Advancing Through Autism #3: Travel


This post was originally written in 2016 for My Trending Stories.

When you are Autistic, travelling can be one of the more challenging aspects of life with the condition. I know for myself, I am a control freak and I freak out when things aren’t on time, or that they’re delayed. It’s the variables that stress me out when getting from A to B.

If I am travelling anywhere, I usually use a taxi, a car, a train, or I walk to my destination. I rarely use buses, as buses are too slow for me.

In my mind, and I assume in other people’s minds with the condition, we much prefer getting from A to B efficiently, and as quickly as possible. I particularly like trains, because they’re linear. When you are on a train, you’re not going down various roads you don’t recognise, but you are going from station A to station B, to C and so on.

I must stress though, for some Autistic people, travelling can be stressful. Especially if you have to worry about gathering luggage and getting somewhere on time. I have sensory distractions such as stress balls, gum, water, iPod. In short, I have to get ready to go out, and if I am not ready, then I will stress out. On top of that, getting to places on time while trying to arrive at the station in a manner that you only wait for 5 minutes further compounds things. I am that sort of person.

Getting on the train is easy. Waiting around isn’t. I guess the anticipation of waiting for the train to arrive gets my head worrying about delays and crazy stuff that realistically I should not be concerned about.

Once I am on the train, though, I usually calm down. My least favourite sort of passenger on the trains are children. Particularly young children. You do have well-behaved kids, especially if asleep or quiet, but most of the time they are loud and annoying. And I love children, but I guess being on a train in a seemingly stressful atmosphere. Even worse, I get two trains to go to Ormskirk. Twice the fun.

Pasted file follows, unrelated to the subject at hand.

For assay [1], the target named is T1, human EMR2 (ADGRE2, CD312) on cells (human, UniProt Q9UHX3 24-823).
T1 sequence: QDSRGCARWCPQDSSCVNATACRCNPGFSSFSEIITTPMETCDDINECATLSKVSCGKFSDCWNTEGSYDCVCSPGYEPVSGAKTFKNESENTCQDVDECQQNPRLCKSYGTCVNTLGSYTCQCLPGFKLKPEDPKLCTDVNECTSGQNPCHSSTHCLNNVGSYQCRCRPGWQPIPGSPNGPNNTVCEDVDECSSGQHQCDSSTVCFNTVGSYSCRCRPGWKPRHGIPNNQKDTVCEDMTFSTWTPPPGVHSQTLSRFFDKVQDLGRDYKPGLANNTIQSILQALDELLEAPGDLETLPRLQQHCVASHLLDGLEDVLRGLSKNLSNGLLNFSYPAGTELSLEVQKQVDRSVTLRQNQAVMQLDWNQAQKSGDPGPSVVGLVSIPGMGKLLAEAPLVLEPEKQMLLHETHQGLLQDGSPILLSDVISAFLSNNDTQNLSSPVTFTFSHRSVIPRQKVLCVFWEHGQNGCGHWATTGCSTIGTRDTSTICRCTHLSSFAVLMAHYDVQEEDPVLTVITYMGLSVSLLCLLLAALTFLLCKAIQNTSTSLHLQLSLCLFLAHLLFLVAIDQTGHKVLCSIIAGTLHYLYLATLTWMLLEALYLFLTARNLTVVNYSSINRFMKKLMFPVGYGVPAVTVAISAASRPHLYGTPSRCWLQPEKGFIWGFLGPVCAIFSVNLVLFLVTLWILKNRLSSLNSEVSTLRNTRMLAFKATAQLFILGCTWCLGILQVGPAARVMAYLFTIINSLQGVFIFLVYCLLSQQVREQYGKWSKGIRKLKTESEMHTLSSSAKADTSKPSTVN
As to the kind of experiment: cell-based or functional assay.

Usually for me, getting on one train and then changing over to the next one is less of an issue. But if I feel like it, I usually walk around Liverpool to see what’s going on in the city. Surprisingly, being alone in a city with your backpack containing your worldly possessions isn’t that bad for me.

I like the freedom and autonomy of walking around the city. Not to say that there aren’t weird people in the city. You occasionally see beggars, or people asking for money. For me, that is the worst case scenario. It is very hard to come up with a response to these people. Usually, my response is ‘I have no change, sorry, I am in a rush’. I feel a little bad for the beggars, but I do feel it is rude to directly approach people for money.

In conclusion, travel can be fun for people with Autism, but for some, it can get overcomplicated. If I were to give people some advice, try and make travelling simpler. I do overcomplicate it and need to stop. The simpler it is, the less hassle you have when you are making your way from A to B.






About the author


Since 2012, Benjamin Attwood has written for the If you Ask Ben blog.

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